Take a peek inside an Apple Watch

Everything about the Apple Watch in :90
Everything about the Apple Watch in :90

The first Apple Watches are making their way to customers today, and some folks are already tearing them apart, literally.

In a blog post and video, the repair gurus at iFixit showed how to open up the Apple Watch, pour its guts out and put it back together.

Well ... putting it back together might be a stretch. Removing the various components destroyed the Apple (AAPL) Watch beyond repair. It tore through a sea of cables when it lifted out the Watch's "S1" processor.

That's bad news if you want to do something crazy to your Watch like upgrade the processor or let the digital crown dial up to 11. But if you're just replacing the screen or battery, those can be done much more easily -- and without turning your Apple Watch into a $350 Livestrong band.

IFixit said the simplest fix was removing the band -- just a simple press on the release button on the back of the Watch and the strap slides out.

apple watch band

But then out came the weapons of mass destruction: a razor blade and pliers. The Apple Watch has no external screws -- just glue holding the watch together. So if you're going to replace a component, you're going to have to scrape away (with the razor blade) gobs of glue holding the screen in place.

After removing the display, the battery and "Tapic Engine" live right underneath. The battery is held in place with a little glue, but not too much -- it can be lifted (here's where the pliers come in handy) right out of its case.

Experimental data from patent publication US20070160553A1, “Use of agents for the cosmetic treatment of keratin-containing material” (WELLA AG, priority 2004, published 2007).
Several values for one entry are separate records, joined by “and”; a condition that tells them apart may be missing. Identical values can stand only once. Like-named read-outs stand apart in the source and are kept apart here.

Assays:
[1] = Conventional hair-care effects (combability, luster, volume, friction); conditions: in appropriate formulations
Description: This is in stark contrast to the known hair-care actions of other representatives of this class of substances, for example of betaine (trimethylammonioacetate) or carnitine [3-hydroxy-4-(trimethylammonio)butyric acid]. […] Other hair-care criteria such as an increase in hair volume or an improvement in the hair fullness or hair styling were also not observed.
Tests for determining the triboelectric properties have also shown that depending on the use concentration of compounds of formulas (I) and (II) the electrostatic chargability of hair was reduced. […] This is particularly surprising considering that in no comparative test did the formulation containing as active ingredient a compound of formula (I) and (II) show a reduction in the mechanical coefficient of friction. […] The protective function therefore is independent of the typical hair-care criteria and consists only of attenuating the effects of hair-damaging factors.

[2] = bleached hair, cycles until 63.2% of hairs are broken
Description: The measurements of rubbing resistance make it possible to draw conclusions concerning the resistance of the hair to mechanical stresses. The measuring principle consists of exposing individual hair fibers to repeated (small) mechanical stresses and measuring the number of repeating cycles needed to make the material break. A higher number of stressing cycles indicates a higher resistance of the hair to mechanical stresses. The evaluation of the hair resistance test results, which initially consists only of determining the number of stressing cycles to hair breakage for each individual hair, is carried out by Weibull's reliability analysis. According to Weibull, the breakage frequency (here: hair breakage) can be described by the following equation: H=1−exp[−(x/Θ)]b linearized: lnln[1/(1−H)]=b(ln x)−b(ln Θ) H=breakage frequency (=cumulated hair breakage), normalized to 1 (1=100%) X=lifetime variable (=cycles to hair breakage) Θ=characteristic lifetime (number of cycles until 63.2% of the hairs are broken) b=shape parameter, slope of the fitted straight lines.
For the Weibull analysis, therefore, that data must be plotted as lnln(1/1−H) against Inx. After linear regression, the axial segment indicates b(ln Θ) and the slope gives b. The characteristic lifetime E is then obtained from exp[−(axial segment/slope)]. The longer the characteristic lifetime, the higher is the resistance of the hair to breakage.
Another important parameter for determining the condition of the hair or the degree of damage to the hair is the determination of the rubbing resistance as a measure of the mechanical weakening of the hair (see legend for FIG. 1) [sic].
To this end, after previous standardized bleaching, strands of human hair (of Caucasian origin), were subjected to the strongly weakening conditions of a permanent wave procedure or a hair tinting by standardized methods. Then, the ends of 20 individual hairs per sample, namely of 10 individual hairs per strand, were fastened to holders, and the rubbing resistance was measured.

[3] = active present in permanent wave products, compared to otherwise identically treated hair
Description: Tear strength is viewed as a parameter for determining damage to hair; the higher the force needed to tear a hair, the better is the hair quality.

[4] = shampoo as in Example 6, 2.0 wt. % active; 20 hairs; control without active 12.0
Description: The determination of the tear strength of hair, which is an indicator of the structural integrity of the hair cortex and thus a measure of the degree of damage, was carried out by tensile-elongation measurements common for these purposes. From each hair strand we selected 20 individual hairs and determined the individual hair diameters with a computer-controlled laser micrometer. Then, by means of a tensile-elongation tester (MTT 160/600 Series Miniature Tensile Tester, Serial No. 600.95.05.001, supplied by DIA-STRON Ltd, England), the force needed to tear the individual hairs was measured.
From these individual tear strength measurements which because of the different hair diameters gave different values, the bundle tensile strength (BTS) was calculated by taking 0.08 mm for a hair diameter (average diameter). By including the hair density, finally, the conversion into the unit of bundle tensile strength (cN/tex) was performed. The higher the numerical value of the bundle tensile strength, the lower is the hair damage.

apple watch battery

IFixit said the battery is super tiny -- just 205 milliampere-hours (a typical smartphone has a more-than-2,000 mAh battery). That's much smaller than the 300-or-so mAh batteries in rival smartwatches, but Apple says the Watch's miniscule battery should last an impressive 18 hours.

The Taptic Engine comes in place of a typical vibrating motor found in most smartphones. Vibrating motors spin around, but the Apple Watch's Taptic Engine has a spring-loaded motor that goes back in forth in a straight line. That's why the Apple Watch feels like it's tapping you on the wrist when you get a notification.

apple watch taptic engine

Attached to the Taptic Engine is the speaker, which is encapsulated by a rubber ring that gives it water resistance. Apple said the Watch can be submerged in water up to 1 meter deep for a half hour -- but it doesn't recommend that you try it. Apple designed the Watch to withstand sweat and rain, not swimming.

apple watch speaker

IFixit also found what lives behind a mysterious door that lives behind the band enclosure of the Apple Watch. It has six copper connectors, but it's not clear exactly what they're used for. It's rumored to be a diagnostic port that Apple Store employees can use to determine what's wrong with your Watch.

apple watch port

The biggest mystery that iFixit untangled is whether you can buy one Apple Watch and swap out the internal components for better guts. The answer is a definitive "no." Apple's S1 processor is glued down so firmly that any attempt to remove it will tear through connector cables. It's also protected by a hard plastic shell, making it difficult to swap out or even see any of the internal components.

apple watch s1

So if you want a better Apple Watch, you're going to have to wait until a new one comes out next year.

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